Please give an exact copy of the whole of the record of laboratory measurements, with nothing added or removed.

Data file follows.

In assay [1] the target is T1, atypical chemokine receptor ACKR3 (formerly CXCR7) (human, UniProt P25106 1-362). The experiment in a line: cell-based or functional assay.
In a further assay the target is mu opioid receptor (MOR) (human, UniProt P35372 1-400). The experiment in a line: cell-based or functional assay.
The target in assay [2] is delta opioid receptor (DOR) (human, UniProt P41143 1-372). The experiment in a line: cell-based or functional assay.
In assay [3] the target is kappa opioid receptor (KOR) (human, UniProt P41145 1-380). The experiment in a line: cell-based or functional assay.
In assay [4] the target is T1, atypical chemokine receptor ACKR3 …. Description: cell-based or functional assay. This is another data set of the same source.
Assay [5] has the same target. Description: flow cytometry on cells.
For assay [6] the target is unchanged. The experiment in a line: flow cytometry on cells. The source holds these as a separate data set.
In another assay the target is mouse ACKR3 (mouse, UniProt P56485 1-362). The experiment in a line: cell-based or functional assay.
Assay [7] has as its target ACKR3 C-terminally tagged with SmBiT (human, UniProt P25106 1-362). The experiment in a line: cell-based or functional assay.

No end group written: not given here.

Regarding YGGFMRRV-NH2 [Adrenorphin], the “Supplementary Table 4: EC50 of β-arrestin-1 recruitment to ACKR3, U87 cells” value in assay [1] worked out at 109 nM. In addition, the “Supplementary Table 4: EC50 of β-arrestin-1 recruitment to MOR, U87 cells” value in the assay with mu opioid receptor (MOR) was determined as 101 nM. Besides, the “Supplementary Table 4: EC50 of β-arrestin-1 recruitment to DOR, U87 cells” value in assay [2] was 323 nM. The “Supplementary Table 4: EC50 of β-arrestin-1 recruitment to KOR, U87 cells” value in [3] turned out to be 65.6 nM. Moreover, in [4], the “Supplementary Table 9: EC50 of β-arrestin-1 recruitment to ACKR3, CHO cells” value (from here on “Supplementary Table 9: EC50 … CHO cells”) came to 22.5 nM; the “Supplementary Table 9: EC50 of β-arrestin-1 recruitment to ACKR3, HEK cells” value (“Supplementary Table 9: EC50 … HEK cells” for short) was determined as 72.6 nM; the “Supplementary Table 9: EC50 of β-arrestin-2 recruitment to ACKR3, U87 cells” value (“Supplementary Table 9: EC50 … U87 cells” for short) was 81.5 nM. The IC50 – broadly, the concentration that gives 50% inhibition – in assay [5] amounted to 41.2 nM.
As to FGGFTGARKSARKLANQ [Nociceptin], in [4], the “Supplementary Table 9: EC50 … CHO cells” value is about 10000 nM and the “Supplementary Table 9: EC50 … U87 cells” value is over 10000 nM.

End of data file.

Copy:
In assay [1] the target is T1, atypical chemokine receptor ACKR3 (formerly CXCR7) (human, UniProt P25106 1-362). The experiment in a line: cell-based or functional assay.
In a further assay the target is mu opioid receptor (MOR) (human, UniProt P35372 1-400). The experiment in a line: cell-based or functional assay.
The target in assay [2] is delta opioid receptor (DOR) (human, UniProt P41143 1-372). The experiment in a line: cell-based or functional assay.
In assay [3] the target is kappa opioid receptor (KOR) (human, UniProt P41145 1-380). The experiment in a line: cell-based or functional assay.
In assay [4] the target is T1, atypical chemokine receptor ACKR3 …. Description: cell-based or functional assay. This is another data set of the same source.
Assay [5] has the same target. Description: flow cytometry on cells.
For assay [6] the target is unchanged. The experiment in a line: flow cytometry on cells. The source holds these as a separate data set.
In another assay the target is mouse ACKR3 (mouse, UniProt P56485 1-362). The experiment in a line: cell-based or functional assay.
Assay [7] has as its target ACKR3 C-terminally tagged with SmBiT (human, UniProt P25106 1-362). The experiment in a line: cell-based or functional assay.

No end group written: not given here.

Regarding YGGFMRRV-NH2 [Adrenorphin], the “Supplementary Table 4: EC50 of β-arrestin-1 recruitment to ACKR3, U87 cells” value in assay [1] worked out at 109 nM. In addition, the “Supplementary Table 4: EC50 of β-arrestin-1 recruitment to MOR, U87 cells” value in the assay with mu opioid receptor (MOR) was determined as 101 nM. Besides, the “Supplementary Table 4: EC50 of β-arrestin-1 recruitment to DOR, U87 cells” value in assay [2] was 323 nM. The “Supplementary Table 4: EC50 of β-arrestin-1 recruitment to KOR, U87 cells” value in [3] turned out to be 65.6 nM. Moreover, in [4], the “Supplementary Table 9: EC50 of β-arrestin-1 recruitment to ACKR3, CHO cells” value (from here on “Supplementary Table 9: EC50 … CHO cells”) came to 22.5 nM; the “Supplementary Table 9: EC50 of β-arrestin-1 recruitment to ACKR3, HEK cells” value (“Supplementary Table 9: EC50 … HEK cells” for short) was determined as 72.6 nM; the “Supplementary Table 9: EC50 of β-arrestin-2 recruitment to ACKR3, U87 cells” value (“Supplementary Table 9: EC50 … U87 cells” for short) was 81.5 nM. The IC50 – broadly, the concentration that gives 50% inhibition – in assay [5] amounted to 41.2 nM.
As to FGGFTGARKSARKLANQ [Nociceptin], in [4], the “Supplementary Table 9: EC50 … CHO cells” value is about 10000 nM and the “Supplementary Table 9: EC50 … U87 cells” value is over 10000 nM.